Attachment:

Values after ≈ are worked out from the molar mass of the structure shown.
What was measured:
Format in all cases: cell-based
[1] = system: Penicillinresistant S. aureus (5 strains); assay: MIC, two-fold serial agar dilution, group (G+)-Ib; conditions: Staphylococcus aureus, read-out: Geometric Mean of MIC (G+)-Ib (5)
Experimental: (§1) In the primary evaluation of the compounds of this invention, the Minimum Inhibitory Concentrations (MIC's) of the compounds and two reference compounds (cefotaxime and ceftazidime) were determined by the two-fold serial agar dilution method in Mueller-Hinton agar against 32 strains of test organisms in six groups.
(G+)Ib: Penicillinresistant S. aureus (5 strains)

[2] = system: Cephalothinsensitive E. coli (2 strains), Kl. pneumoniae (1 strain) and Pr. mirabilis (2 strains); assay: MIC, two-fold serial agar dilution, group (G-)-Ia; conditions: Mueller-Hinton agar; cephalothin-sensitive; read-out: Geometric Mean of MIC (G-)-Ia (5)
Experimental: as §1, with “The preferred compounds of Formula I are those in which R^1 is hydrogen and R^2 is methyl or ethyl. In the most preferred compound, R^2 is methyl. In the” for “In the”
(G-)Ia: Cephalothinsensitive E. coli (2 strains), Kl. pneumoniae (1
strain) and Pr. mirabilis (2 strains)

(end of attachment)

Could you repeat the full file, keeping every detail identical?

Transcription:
Values after ≈ are worked out from the molar mass of the structure shown.
What was measured:
Format in all cases: cell-based
[1] = system: Penicillinresistant S. aureus (5 strains); assay: MIC, two-fold serial agar dilution, group (G+)-Ib; conditions: Staphylococcus aureus, read-out: Geometric Mean of MIC (G+)-Ib (5)
Experimental: (§1) In the primary evaluation of the compounds of this invention, the Minimum Inhibitory Concentrations (MIC's) of the compounds and two reference compounds (cefotaxime and ceftazidime) were determined by the two-fold serial agar dilution method in Mueller-Hinton agar against 32 strains of test organisms in six groups.
(G+)Ib: Penicillinresistant S. aureus (5 strains)

[2] = system: Cephalothinsensitive E. coli (2 strains), Kl. pneumoniae (1 strain) and Pr. mirabilis (2 strains); assay: MIC, two-fold serial agar dilution, group (G-)-Ia; conditions: Mueller-Hinton agar; cephalothin-sensitive; read-out: Geometric Mean of MIC (G-)-Ia (5)
Experimental: as §1, with “The preferred compounds of Formula I are those in which R^1 is hydrogen and R^2 is methyl or ethyl. In the most preferred compound, R^2 is methyl. In the” for “In the”
(G-)Ia: Cephalothinsensitive E. coli (2 strains), Kl. pneumoniae (1
strain) and Pr. mirabilis (2 strains)